It’s estimated that one in 20 American homes have a Thomas Kinkade painting hanging on their walls. The self-proclaimed “Painter of Light” turned his gift of rendering landscapes and other works of art into a tremendous commercial endeavor.
In fact, his numerous corporate holdings reportedly topped $100 million in annual sales some years, primarily due to mass reproduction of his works.
But the “Painter of Light” was not without his demons, primarily alcoholism and a failed marriage. He died suddenly at age 54 in April, an early and untimely demise reportedly caused by “acute intoxication” from alcohol and valium.
His wife, Nanette, had filed for divorce two years before and the couple was legally separated. Kinkade died while living with his girlfriend of 18 months, Amy Pinto-Walsh.
The girlfriend and estranged wife began fighting almost immediately after Kinkade died. Pinto-Walsh was kept from the funeral and slapped with a lawsuit for breach of a confidentiality agreement. The family wanted her to remain quiet and not share any personal details with the media.
Pinto-Walsh did not go away quietly. She went to probate court to enforce two handwritten wills (called “holographic” wills) that she says Kinkade wrote for her benefit in late 2011.
These two handwritten wills are interesting, to say the least. The first one, dated Nov. 11, 2011, bequeaths to Pinto-Walsh the sum of $10 million dollars “from my corporate policy” and his house and property next door “for her security.”
The second will, dated Dec. 11, 2011, includes both of these same bequests to Pinto-Walsh, but further clarifies that the $10 million gift is to be used by Pinto-Walsh to create a museum to show the public his works.
But what is most interesting about these two purported wills is not what they say, but how they are written. They are so illegible that calling them “chicken scratch” may be deemed offensive to chickens. This from a man who left behind an estate reportedly worth more than $66 million because he was so gifted in painting popular works of art.
You can read the two handwritten documents for yourself, courtesy of The Mercury News. In fact, that same publication had the wills reviewed by a handwriting expert who concluded that, unless the writer was suffering from Parkinson’s disease (and nothing suggests that Kinkade was), the author of those documents “was three sheets to the wind.”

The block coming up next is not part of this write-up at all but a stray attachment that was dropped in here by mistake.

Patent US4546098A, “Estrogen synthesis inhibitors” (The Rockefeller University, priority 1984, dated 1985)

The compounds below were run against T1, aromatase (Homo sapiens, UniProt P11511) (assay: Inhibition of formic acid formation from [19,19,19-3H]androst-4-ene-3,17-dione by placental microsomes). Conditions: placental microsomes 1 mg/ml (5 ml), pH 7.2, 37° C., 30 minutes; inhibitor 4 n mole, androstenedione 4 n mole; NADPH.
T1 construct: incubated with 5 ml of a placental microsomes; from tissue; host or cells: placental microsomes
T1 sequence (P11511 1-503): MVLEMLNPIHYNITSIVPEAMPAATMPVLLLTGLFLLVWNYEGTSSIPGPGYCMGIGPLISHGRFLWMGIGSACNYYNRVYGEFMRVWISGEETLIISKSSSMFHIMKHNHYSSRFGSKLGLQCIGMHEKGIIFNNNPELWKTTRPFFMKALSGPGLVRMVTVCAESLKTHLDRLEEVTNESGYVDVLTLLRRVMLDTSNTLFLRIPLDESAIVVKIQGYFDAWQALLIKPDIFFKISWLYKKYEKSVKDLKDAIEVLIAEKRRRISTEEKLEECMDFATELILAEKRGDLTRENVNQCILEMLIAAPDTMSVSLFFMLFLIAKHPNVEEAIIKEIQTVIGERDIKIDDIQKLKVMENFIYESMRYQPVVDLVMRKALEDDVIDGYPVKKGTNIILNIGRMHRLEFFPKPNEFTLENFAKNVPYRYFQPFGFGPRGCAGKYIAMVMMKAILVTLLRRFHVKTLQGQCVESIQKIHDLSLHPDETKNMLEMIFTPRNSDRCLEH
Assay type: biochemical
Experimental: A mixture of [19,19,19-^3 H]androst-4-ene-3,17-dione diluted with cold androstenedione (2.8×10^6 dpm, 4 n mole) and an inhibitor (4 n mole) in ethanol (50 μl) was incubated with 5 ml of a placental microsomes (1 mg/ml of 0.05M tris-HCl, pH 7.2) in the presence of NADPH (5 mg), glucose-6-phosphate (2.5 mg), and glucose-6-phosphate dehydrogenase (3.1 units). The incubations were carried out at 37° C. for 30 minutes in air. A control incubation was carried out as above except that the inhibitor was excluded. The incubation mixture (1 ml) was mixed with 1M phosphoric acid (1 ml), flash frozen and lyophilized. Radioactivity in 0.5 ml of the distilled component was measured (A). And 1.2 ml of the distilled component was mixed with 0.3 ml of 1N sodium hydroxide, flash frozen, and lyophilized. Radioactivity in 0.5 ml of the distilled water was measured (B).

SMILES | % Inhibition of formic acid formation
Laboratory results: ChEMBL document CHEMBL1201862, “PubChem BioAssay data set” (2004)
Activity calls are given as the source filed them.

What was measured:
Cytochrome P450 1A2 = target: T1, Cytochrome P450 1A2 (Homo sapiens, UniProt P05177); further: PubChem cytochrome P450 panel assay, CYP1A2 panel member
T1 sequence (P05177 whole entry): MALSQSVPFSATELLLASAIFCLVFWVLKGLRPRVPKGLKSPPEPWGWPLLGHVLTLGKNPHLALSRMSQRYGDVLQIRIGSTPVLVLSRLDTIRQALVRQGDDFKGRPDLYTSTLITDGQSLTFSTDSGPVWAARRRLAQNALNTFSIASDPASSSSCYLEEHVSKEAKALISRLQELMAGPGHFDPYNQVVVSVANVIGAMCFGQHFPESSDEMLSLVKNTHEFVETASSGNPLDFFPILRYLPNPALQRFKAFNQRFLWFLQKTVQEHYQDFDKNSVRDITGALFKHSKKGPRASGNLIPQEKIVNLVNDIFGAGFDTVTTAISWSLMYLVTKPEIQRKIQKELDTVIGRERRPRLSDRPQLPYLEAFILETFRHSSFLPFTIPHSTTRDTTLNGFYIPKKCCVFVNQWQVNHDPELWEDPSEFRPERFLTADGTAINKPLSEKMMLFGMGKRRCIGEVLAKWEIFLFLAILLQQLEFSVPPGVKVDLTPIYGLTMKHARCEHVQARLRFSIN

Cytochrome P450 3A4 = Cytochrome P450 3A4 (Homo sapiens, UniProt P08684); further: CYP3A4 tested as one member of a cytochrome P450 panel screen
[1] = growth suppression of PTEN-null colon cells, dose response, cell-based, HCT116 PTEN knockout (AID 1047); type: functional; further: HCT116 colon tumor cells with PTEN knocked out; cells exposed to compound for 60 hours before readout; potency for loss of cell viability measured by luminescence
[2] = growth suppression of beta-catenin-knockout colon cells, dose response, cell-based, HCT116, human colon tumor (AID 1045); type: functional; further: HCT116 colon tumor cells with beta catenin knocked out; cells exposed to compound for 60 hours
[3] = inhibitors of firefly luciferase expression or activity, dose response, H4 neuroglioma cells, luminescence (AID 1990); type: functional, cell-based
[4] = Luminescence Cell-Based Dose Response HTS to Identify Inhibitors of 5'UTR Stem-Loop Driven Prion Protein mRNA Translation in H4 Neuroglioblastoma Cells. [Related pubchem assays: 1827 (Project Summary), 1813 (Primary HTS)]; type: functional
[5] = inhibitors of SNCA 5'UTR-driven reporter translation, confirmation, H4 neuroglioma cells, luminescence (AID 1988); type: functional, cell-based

Certainly, they don’t look like they were written by a skillful painter, unless of course he was drunk at the time.
But does this mean the wills would be invalid?
No, not necessarily. Even handwritten wills are valid in California (when signed and dated at the end, as these were), unless the person who created them was not of sound mind or created the wills due to “undue influence .”
Undue influence does not refer to the influence of alcohol. Rather, it is when someone coerces or otherwise improperly influences someone to create or change a will or other legal document. But, being drunk obviously can make someone far more susceptible to being influenced improperly.
And being drunk does not mean that the will’s author lacked the mental capacity to create a will. It’s really a question of how drunk he was and what, if anything, was said to him to convince him to write the wills.
Kinkade’s estranged widow will seek to have the two wills thrown out, arguing that there was undue influence by Pinto-Walsh and that Kinkade was not of sound mind when he wrote them due to drunkenness. Her representatives stated that Kinkade and his wife had created a “formal, written and irrevocable” estate plan previously and they will try to have the prior estate plan enforced in court.
Pinto-Walsh says the two wills do represent Kinkade’s actual wishes. She says they were shopping for engagement rings and planned to marry as soon as the divorce was finalized, and he wanted to protect her.